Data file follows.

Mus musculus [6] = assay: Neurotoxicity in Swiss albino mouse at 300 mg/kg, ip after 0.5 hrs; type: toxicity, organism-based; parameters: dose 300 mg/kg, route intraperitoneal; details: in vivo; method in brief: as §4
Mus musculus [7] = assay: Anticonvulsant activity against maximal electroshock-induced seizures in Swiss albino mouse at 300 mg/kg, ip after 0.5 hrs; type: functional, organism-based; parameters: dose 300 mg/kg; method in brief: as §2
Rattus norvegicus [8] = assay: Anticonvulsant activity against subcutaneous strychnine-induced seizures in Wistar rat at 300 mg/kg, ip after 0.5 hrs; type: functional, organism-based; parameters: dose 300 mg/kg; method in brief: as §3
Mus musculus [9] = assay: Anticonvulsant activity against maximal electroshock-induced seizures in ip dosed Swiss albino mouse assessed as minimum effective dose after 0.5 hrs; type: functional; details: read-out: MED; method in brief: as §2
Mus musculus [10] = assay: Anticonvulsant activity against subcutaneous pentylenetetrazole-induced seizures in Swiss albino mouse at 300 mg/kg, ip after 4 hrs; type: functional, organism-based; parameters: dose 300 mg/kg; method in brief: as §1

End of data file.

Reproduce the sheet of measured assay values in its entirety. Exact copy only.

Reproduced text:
Mus musculus [6] = assay: Neurotoxicity in Swiss albino mouse at 300 mg/kg, ip after 0.5 hrs; type: toxicity, organism-based; parameters: dose 300 mg/kg, route intraperitoneal; details: in vivo; method in brief: as §4
Mus musculus [7] = assay: Anticonvulsant activity against maximal electroshock-induced seizures in Swiss albino mouse at 300 mg/kg, ip after 0.5 hrs; type: functional, organism-based; parameters: dose 300 mg/kg; method in brief: as §2
Rattus norvegicus [8] = assay: Anticonvulsant activity against subcutaneous strychnine-induced seizures in Wistar rat at 300 mg/kg, ip after 0.5 hrs; type: functional, organism-based; parameters: dose 300 mg/kg; method in brief: as §3
Mus musculus [9] = assay: Anticonvulsant activity against maximal electroshock-induced seizures in ip dosed Swiss albino mouse assessed as minimum effective dose after 0.5 hrs; type: functional; details: read-out: MED; method in brief: as §2
Mus musculus [10] = assay: Anticonvulsant activity against subcutaneous pentylenetetrazole-induced seizures in Swiss albino mouse at 300 mg/kg, ip after 4 hrs; type: functional, organism-based; parameters: dose 300 mg/kg; method in brief: as §1